Introduction

A year ago we reported on the preliminary implementation of the Nagoya Protocol in Europe by way of Regulation 511/2014 of the European Parliament and the Council (“EU Regulation”) that came into force on 12 October 2014.

Briefly, the EU Regulation applies to access and utilisation of genetic resources, access and utilisation of traditional knowledge associated with such genetic resources and to benefits arising from such utilisation. Genetic resources are genetic materials (of any origin containing functional units of heredity):

  • over which the provider country (that is a party to the Nagoya Protocol) has exercised sovereign rights and has in place procedures to access such genetic resource. It is important to note that if the provider country has established access procedures for some and not other genetic resources, the EU Regulations shall only apply to genetic resources for which access measures are in place; and
  • that are accessed by a user (based in a Member State) after the EU Regulation comes into force.

Implementation of the Regulation and the Nagoya Protocol

Activity in terms of compliance with the EU Regulation was not immediately necessary after its enactment as the key provisions of the EU Regulation, namely those dealing with obligations on the users of genetic resources did not come into force until 12 October 2015. However, a fair amount of legislative activity complementing the EU Regulation has taken place in the last 12 months which we have briefly commented on in this article.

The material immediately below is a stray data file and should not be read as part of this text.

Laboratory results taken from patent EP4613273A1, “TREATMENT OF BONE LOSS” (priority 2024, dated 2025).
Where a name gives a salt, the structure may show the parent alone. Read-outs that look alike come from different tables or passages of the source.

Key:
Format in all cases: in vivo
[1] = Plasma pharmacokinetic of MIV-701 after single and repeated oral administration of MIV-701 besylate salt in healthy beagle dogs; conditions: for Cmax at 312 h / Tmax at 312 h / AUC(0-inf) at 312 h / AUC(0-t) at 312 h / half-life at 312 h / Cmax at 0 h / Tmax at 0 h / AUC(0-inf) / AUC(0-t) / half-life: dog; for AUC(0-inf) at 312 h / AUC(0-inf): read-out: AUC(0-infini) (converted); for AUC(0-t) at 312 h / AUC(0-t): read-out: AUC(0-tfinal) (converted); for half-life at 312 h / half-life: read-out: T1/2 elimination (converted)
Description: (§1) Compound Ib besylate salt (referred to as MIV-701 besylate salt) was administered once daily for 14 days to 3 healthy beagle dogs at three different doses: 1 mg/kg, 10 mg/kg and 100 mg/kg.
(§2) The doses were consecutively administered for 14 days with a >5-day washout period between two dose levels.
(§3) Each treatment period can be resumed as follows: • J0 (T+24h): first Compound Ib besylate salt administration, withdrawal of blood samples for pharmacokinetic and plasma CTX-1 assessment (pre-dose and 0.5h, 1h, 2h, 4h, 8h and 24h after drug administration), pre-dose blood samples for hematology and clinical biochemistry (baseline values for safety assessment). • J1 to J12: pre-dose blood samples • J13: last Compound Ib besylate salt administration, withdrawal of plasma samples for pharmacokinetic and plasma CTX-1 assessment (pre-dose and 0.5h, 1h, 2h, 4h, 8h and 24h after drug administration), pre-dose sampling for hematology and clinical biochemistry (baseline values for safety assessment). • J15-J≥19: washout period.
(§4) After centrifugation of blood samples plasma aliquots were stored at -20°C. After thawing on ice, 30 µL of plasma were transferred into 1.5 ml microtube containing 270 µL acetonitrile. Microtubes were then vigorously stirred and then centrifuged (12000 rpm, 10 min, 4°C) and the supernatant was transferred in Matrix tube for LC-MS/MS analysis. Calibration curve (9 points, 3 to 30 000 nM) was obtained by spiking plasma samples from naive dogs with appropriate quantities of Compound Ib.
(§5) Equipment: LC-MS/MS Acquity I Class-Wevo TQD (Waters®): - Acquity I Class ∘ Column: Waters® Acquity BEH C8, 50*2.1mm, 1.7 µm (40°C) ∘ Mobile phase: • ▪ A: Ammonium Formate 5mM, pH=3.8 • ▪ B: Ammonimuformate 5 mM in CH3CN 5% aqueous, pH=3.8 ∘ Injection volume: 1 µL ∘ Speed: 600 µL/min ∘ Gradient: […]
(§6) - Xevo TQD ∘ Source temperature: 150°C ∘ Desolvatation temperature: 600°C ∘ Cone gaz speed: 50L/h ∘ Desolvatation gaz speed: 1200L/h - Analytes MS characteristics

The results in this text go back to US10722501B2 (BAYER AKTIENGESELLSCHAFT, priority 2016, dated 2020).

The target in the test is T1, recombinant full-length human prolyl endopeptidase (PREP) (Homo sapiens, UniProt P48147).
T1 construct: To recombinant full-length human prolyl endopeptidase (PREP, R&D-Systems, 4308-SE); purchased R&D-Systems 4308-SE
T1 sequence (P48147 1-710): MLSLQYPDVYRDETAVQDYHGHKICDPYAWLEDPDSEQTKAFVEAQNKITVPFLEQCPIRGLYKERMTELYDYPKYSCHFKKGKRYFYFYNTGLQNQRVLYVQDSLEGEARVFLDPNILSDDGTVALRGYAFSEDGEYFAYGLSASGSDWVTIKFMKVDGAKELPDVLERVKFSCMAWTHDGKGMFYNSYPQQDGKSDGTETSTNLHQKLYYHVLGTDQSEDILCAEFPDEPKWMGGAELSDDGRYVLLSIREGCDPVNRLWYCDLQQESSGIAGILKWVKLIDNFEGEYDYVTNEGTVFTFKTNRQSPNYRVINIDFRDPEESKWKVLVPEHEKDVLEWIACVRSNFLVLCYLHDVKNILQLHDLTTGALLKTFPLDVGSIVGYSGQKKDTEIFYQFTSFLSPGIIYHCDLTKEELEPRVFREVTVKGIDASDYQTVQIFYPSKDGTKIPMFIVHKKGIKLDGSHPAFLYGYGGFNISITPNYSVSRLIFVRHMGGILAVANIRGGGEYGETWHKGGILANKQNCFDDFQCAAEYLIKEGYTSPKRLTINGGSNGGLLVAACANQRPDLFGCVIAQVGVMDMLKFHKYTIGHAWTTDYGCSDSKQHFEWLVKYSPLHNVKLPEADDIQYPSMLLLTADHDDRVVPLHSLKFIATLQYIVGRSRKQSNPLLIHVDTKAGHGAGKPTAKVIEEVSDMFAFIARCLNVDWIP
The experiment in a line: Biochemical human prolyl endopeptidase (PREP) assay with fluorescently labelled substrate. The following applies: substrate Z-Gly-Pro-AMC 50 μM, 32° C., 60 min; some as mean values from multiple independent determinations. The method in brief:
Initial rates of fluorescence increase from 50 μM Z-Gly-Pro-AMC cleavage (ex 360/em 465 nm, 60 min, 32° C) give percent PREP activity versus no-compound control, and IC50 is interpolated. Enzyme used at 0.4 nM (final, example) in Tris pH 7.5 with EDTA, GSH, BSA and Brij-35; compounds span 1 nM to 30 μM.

New European Legislation – Implementing Regulation

On a European level, the Commission Implementing Regulation (EU) 2015/1866 (“Implementing Regulation”) that laid down rules for implementing Articles 5 (Register of collections), 7 (Monitoring user compliance) and 8 (Best practice) of the EU Regulation came into force.

1. In summary, the Implementation Regulation:

  1. specifies the amount of detail that must be made available on the Register maintained by the Commission for each collection of genetic resources;
  2. specifies the procedure each Member State and collection holder would need to follow in order to include a collection of genetic resource on the Register; and
  3. specifies the verification checks that must be carried on a collection of genetic resource prior to and after inclusion on the Register.

2. In addition the Implementing Regulation clarifies the amount of detail that needs to be included in the due diligence declarations submitted by the user of the genetic resource that is subject to the EU Regulation.  The user is required to submit due diligence declarations twice, namely upon:

  • receipt of funding for research involving “utilisation” of genetic resources and traditional knowledge associated with the genetic resources. The Implementing Regulation clarifies that funding can be financial contribution from any commercial or non-commercial source but shall not include internal budgetary resources of a private or public entity; and
  • final stage of development of a product that has been developed via utilisation of the genetic resource and traditional knowledge associated with the genetic resource.